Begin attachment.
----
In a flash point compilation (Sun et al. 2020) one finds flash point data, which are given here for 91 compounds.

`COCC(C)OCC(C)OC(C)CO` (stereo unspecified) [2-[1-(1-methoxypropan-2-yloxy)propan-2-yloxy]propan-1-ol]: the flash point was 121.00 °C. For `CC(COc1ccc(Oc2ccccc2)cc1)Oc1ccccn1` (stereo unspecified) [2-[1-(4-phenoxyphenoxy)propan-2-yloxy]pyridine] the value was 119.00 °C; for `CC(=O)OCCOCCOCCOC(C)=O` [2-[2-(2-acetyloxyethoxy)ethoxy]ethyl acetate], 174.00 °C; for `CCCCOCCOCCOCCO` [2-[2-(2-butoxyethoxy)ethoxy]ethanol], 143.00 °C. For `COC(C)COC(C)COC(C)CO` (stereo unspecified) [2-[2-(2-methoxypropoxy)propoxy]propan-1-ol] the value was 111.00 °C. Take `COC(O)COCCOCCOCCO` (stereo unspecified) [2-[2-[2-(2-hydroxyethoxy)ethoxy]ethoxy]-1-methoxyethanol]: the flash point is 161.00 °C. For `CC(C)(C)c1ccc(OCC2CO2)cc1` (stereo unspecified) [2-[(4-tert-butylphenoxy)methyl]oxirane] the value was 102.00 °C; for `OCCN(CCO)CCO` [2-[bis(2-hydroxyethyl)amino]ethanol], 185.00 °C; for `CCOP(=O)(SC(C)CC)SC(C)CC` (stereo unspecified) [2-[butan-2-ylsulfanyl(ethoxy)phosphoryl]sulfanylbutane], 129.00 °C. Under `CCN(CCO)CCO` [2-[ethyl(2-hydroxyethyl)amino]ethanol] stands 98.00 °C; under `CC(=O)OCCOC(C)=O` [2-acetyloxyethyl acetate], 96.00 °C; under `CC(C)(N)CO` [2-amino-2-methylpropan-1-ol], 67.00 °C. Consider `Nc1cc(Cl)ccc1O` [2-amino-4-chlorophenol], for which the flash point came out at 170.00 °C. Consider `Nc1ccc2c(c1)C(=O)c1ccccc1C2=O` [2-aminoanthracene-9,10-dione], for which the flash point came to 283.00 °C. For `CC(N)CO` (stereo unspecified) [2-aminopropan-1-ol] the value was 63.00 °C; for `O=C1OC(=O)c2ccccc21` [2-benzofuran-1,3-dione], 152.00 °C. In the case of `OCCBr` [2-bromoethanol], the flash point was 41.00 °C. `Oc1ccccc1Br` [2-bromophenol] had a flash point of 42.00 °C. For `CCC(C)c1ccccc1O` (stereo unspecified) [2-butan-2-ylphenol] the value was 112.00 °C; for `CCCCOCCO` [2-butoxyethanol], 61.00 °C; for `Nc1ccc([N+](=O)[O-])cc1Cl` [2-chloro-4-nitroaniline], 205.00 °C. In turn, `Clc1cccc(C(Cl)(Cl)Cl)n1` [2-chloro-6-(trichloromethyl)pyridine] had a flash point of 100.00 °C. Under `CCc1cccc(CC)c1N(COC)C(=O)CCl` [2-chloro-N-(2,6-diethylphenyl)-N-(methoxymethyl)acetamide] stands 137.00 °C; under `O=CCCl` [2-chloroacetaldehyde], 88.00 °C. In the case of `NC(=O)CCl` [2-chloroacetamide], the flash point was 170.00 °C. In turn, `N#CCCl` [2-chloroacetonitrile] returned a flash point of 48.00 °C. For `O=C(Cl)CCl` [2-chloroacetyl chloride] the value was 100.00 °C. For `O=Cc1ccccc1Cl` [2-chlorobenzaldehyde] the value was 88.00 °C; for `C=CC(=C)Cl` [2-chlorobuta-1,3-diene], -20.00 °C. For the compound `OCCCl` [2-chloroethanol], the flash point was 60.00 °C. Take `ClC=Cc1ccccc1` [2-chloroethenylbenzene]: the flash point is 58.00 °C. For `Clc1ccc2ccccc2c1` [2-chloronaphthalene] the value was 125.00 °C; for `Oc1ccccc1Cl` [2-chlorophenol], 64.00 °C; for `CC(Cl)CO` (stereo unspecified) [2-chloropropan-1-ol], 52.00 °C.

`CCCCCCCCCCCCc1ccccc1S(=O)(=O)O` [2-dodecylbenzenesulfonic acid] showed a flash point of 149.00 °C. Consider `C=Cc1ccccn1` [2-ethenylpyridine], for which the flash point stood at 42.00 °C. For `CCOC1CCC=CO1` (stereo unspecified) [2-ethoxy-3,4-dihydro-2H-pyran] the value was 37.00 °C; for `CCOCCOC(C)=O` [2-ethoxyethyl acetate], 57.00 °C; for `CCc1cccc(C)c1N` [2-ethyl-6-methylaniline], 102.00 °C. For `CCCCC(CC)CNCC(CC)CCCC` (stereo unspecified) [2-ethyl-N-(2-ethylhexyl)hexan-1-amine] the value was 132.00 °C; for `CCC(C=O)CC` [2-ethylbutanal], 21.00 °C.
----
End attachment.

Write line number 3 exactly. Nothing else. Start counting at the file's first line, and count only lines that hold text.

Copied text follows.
`CCCCCCCCCCCCc1ccccc1S(=O)(=O)O` [2-dodecylbenzenesulfonic acid] showed a flash point of 149.00 °C. Consider `C=Cc1ccccn1` [2-ethenylpyridine], for which the flash point stood at 42.00 °C. For `CCOC1CCC=CO1` (stereo unspecified) [2-ethoxy-3,4-dihydro-2H-pyran] the value was 37.00 °C; for `CCOCCOC(C)=O` [2-ethoxyethyl acetate], 57.00 °C; for `CCc1cccc(C)c1N` [2-ethyl-6-methylaniline], 102.00 °C. For `CCCCC(CC)CNCC(CC)CCCC` (stereo unspecified) [2-ethyl-N-(2-ethylhexyl)hexan-1-amine] the value was 132.00 °C; for `CCC(C=O)CC` [2-ethylbutanal], 21.00 °C.